Foreign Trade Zones

Foreign trade zones (FTZ), sometimes known as free trade zones, are geographically designated and secured areas that for legal purposes are considered outside of U.S. Customs territory. FTZs offer several economic advantages for companies involved in international trade. There are six general purpose FTZs serving North Carolina, five of which are based within the state, and eighteen active subzones approved for use by individual companies. In addition, three of the zones have successfully transitioned to the Alternative Site Framework (ASF), which greatly simplifies service to users. An ASF has a large, preapproved service area in which the organization in charge of the FTZ, the grantee, can propose new sites. Within this broad service area, which incorporates several counties, the grantee can work with interested companies to establish sites intended for either an individual company’s use or the use of several companies.

Foreign or domestic merchandise may enter an FTZ without a formal customs entry document or payment of customs duties or government excise taxes. If the final product is exported from the United States, no customs duty is levied. If the final product is imported into the U.S., duty and excise taxes are due at the time of transfer from the FTZ and formal entry is made into the United States. Duty is paid on the product itself or its imported parts, whichever is lower.

Generally, merchandise is exempt from payment of duty even if it is:

  • Manipulated;
  • Used in a manufacturing process;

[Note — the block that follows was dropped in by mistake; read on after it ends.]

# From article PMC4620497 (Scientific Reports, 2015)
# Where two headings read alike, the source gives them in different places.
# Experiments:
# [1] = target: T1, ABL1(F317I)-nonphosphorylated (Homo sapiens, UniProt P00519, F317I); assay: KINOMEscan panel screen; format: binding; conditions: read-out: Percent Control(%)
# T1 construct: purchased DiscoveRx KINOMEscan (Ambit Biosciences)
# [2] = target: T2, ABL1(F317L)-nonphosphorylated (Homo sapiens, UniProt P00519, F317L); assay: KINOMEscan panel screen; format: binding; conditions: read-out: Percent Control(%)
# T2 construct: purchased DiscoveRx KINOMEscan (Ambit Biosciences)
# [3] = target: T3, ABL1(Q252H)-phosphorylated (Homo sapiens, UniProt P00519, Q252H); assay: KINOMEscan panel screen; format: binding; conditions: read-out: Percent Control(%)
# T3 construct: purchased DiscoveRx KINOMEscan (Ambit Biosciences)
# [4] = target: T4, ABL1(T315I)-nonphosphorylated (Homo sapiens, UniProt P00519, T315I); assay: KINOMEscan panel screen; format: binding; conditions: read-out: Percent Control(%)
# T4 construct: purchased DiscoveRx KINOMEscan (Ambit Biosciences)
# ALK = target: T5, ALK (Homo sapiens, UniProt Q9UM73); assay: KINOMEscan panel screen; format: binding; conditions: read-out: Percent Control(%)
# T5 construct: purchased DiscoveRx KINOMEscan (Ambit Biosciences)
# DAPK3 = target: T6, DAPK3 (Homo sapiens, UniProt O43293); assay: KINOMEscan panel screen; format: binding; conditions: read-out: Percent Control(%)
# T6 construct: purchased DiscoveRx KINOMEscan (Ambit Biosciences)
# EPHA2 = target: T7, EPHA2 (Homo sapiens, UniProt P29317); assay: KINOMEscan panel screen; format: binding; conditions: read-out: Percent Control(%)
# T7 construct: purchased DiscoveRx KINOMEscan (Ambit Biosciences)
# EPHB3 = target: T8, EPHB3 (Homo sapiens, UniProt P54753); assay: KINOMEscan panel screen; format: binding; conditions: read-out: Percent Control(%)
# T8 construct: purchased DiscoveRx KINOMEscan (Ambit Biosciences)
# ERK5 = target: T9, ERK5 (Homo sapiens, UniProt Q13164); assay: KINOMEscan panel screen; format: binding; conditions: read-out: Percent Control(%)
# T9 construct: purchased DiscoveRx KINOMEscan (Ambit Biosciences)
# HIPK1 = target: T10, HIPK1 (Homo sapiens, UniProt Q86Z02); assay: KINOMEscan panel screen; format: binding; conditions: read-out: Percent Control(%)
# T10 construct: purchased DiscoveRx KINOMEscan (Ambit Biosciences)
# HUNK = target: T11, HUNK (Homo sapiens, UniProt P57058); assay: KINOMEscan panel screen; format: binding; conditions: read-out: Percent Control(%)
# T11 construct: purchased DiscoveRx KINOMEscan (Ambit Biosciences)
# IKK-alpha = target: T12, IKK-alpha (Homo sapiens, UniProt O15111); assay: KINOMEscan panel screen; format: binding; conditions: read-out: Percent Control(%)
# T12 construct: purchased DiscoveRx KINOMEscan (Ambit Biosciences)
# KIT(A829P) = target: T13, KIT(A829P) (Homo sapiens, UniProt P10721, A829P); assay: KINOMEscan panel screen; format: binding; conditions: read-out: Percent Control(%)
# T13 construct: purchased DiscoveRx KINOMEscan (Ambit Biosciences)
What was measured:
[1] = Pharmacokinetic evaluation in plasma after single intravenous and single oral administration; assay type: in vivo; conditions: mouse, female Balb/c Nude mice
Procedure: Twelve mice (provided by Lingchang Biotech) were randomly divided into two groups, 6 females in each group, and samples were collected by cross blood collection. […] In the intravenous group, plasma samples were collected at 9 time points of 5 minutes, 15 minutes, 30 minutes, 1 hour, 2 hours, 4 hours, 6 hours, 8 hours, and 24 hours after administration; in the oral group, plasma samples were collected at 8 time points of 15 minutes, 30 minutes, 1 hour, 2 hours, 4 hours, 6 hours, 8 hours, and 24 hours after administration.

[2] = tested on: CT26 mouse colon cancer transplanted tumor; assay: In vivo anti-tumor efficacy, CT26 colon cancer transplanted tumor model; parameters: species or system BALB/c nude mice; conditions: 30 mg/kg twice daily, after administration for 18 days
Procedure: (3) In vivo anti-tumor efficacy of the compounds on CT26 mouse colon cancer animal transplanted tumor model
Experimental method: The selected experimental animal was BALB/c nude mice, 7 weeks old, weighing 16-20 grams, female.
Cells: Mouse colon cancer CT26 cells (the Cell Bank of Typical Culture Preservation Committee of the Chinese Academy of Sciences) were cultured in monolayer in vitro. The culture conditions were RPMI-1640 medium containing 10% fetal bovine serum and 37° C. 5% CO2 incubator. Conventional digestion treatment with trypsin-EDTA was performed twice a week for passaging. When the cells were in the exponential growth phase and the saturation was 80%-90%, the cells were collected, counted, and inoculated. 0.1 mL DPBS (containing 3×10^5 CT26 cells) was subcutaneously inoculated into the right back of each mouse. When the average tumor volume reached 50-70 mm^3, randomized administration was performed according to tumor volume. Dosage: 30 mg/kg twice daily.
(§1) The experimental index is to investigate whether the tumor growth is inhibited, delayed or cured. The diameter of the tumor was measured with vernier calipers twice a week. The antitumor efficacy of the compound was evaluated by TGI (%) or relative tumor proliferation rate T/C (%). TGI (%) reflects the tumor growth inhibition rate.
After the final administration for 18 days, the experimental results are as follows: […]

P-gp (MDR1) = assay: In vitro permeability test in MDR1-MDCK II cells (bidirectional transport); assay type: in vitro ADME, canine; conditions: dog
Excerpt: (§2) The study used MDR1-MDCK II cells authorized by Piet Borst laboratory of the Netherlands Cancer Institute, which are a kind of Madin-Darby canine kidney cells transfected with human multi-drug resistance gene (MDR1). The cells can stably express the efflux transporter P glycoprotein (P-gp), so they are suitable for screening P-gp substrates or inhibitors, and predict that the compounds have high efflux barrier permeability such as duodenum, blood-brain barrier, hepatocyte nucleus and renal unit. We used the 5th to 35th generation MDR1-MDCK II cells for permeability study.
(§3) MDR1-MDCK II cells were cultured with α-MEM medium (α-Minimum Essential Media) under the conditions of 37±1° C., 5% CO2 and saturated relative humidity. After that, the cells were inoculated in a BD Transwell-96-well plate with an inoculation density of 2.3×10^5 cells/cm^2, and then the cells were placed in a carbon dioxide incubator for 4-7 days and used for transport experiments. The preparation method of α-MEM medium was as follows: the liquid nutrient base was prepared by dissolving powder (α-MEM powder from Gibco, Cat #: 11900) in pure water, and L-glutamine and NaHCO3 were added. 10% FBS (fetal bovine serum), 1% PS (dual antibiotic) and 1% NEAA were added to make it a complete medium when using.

• Inspected;
  • Combined with other domestic or foreign materials;
  • Displayed for sale, or
  • Re-exported.

Spoiled or damaged goods or waste materials may be destroyed, discarded or re-exported duty-free.

State and local governments generally do not impose sales and use taxes on items in an FTZ. For this reason, a company operating in such a zone can realize savings on such taxes as well as on interest, labor and shipping costs.

New capital investment by companies that might otherwise have located in foreign countries is another important advantage. This new investment activity spurs development of support industries.

The six foreign trade zones serving North Carolina are:

  • Zone #214 – This zone includes the Port of Wilmington, Port of Morehead City and the NC Global TransPark. Zone #214 is administered by the North Carolina Department of Transportation (NCDOT). The administrator for this zone is Emily Jones Wiley.
  • Zone #93 – The Greater Research Triangle Zone is based in Durham. Zone #93 is administered by the Triangle J Council of Governments. The administrator for this zone is Alex Halloway.
  • Zone #230 – The Piedmont Triad Zone is  based in Greensboro. Zone #230 is administered by the Piedmont Triad Partnership. The administrator for this zone is Penny Whiteheart.
  • Zone #57 – The Greater Charlotte Zone is based in Charlotte. Zone # 57 is administered by the Charlotte Regional Business Alliance. The administrator for this zone is Laura Floor.
  • Zone #20 – The Northeast NC Zone is based in Norfolk, Virginia. Zone #20 is administered by the Virginia Port Authority. The administrator for this zone is Laura Swankler.
  • Zone #301 – The Land of Sky Zone is based in Asheville. Zone #301 is administered by Land of Sky Regional Council. The administrator for this zone is Renée Wyatt Boyette.


Foreign Trade Zones Map

Foreign Trade Zones Map


For more information about Foreign Trade Zones, contact Mike Hubbard, Director of International Trade at (919) 447-7757 or